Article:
A great challenge the US military land managers are often faced with is how to optimize road networks in order to maintain roads (including all roads, trails, and paths) for the purpose of military training and reducing negative impacts on environment. In this study, a methodology was developed to identify superfluous roads for being closed in terms of both sustainable military land carrying capacity and environment for Fort Riley. In this method, Geographic Information Systems (GIS), remote sensing, and landscape analysis technologies were combined to derive various spatial data layers of factors that had significant impacts on both military training and environment. The factors included maintenance cost of roads, road access area, military training intensity, soil erosion, water quality, landscape fragmentation, and noise production. The factors were quantified and normalized. A spatial multicriteria decision was then developed to obtain the weights of the factors, combine the data layers, and derive a priority map of all the roads for being closed. This map summarized the negative and positive impacts of the factors on environment and military land carrying capacity and can provide the US military land managers with useful guidelines and tools for determining superfluous roads in terms of both sustainable military training and environment. It is expected this effort can provide a method to quickly ascertain which roads are most cost-effective for being closed without hindering the mission and at the same time with benefits for environmental protection and thus provide the land managers with a comprehensive analysis and assessment of alternatives at their disposal. © 2011 ISTVS. Published by Elsevier Ltd. All rights reserved. Source

Ramirez D.,Texas A&M University-Kingsville | Emamipour H.,Urbana University | Vidal E.X.,Empresa Municipal de Telecomunicaciones | Rood M.J.,Urbana University | Hay K.J.,ERDC CERL
Journal of Environmental Engineering | Year: 2011

The amount of organic vapors that are emitted to the atmosphere can be reduced with the use of electrothermal-swing adsorption (ESA) with activated carbon fiber cloth (ACFC). This paper describes a pilot-scale ESA system that was scaled up based on two ESA bench-scale systems. Each ESA system consists of two vessels with four ACFC cartridges. The bench-scale and pilot-scale systems were tested with adsorption and desorption cycles using gas streams containing 73-10,000ppmv and from 170-940ppmv methyl ethyl ketone, respectively. Total flow rate ranged from 5 sL/min to 140 sL/min for the bench unit and 1,700 sL/min for the pilot unit. Scale-up procedure of an ESA system from the bench-scale to the pilot-scale is presented for the first time. Scale-up was based on throughput ratio, length of unused bed, adsorption capacity, pressure drop, superficial gas velocity in the ACFC, organic vapor removal efficiency, duration of the adsorption cycle, duration of the regeneration cycle, liquid recovery efficiency, electrical power/energy applied to the ACFC cartridges, and temperature of the ACFC cartridges. © 2011 American Society of Civil Engineers. Source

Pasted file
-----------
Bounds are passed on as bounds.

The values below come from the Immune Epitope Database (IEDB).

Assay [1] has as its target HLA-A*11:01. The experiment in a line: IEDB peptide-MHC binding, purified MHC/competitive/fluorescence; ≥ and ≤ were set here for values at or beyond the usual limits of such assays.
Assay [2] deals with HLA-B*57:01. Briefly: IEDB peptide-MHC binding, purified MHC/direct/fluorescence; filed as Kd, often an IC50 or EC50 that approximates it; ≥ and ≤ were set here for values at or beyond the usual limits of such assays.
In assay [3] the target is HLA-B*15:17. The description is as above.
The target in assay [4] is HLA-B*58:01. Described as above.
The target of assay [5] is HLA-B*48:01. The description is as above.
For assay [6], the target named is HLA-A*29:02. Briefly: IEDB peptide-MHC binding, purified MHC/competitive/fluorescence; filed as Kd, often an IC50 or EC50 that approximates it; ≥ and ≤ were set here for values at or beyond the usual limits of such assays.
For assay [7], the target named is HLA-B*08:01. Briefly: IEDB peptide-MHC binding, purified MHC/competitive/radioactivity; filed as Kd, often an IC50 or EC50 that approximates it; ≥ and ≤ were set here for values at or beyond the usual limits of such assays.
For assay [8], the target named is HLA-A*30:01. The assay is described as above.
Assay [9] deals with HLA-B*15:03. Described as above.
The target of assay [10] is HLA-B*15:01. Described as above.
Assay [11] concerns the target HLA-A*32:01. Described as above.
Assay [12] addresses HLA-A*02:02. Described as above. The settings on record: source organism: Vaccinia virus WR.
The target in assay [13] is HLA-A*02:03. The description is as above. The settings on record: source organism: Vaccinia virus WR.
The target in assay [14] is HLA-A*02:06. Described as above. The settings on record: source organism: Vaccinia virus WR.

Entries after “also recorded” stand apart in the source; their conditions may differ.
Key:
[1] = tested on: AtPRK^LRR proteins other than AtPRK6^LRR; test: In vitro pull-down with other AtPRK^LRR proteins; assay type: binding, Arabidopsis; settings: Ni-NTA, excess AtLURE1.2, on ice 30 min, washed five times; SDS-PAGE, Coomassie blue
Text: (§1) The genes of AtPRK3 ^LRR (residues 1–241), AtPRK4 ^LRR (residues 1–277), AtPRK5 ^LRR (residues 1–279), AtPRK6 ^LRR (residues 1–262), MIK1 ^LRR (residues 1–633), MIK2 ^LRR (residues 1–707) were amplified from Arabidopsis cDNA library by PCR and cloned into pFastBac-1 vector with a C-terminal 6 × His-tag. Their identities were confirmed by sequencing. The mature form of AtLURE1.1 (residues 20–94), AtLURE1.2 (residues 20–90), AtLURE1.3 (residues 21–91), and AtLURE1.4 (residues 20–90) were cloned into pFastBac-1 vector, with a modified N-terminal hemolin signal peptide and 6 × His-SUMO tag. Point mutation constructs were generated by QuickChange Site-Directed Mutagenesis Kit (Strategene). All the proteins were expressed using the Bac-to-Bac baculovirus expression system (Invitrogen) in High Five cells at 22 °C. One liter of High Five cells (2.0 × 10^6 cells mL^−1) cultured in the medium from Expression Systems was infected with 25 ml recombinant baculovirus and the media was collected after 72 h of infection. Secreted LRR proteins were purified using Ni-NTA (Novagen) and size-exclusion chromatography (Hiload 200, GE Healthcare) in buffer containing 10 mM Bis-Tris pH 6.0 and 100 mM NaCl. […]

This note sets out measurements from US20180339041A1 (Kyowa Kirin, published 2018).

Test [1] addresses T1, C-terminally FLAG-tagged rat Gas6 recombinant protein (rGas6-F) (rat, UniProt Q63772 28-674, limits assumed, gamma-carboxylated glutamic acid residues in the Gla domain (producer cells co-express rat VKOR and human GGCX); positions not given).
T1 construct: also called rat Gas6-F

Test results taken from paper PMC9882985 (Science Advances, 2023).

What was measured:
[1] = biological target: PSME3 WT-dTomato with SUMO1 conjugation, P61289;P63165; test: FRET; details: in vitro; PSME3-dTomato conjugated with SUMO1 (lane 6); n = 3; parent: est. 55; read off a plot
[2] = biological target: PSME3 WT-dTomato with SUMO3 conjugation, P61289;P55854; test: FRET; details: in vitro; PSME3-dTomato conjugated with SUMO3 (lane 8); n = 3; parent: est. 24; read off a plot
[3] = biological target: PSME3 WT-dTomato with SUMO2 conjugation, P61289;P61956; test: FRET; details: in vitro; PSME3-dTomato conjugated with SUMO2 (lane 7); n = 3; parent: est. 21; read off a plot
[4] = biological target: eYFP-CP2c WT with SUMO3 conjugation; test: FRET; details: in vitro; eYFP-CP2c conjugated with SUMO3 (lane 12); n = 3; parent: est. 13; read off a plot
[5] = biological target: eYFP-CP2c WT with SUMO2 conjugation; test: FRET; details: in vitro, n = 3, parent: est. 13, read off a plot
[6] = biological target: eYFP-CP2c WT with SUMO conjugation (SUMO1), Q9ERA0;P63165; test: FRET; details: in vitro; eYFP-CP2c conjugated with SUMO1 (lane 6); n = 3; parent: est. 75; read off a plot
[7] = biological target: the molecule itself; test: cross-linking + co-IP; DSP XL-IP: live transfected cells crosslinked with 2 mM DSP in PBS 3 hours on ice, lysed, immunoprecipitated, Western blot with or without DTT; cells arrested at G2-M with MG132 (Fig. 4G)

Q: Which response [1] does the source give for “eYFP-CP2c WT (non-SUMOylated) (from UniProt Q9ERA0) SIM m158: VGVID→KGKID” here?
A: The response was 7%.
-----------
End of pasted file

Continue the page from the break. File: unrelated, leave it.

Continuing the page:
Wang G.,Southern Illinois University Carbondale | Murphy D.,Southern Illinois University Carbondale | Oller A.,Southern Illinois University Carbondale | Howard H.R.,ERDC CERL | And 4 more authors.
Environmental Management | Year: 2014

The effects of military training activities on the land condition of Army installations vary spatially and temporally. Training activities observably degrade land condition while also increasing biodiversity and stabilizing ecosystems. Moreover, other anthropogenic activities regularly occur on military lands such as prescribed burns and agricultural haying-adding to the dynamics of land condition. Thus, spatially and temporally assessing the impacts of military training, prescribed burning, agricultural haying, and their interactions is critical to the management of military lands. In this study, the spatial distributions and patterns of military training-induced disturbance frequency were derived using plot observation and point observation-based method, at Fort Riley, Kansas from 1989 to 2001. Moreover, spatial and variance analysis of cumulative impacts due to military training, burning, haying, and their interactions on the land condition of Fort Riley were conducted. The results showed that: (1) low disturbance intensity dominated the majority of the study area with exception of concentrated training within centralized areas; (2) high and low values of disturbance frequency were spatially clustered and had spatial patterns that differed significantly from a random distribution; and (3) interactions between prescribed burning and agricultural haying were not significant in terms of either soil erosion or disturbance intensity although their means and variances differed significantly between the burned and non-burned areas and between the hayed and non-hayed areas. © 2014 Springer Science+Business Media. Source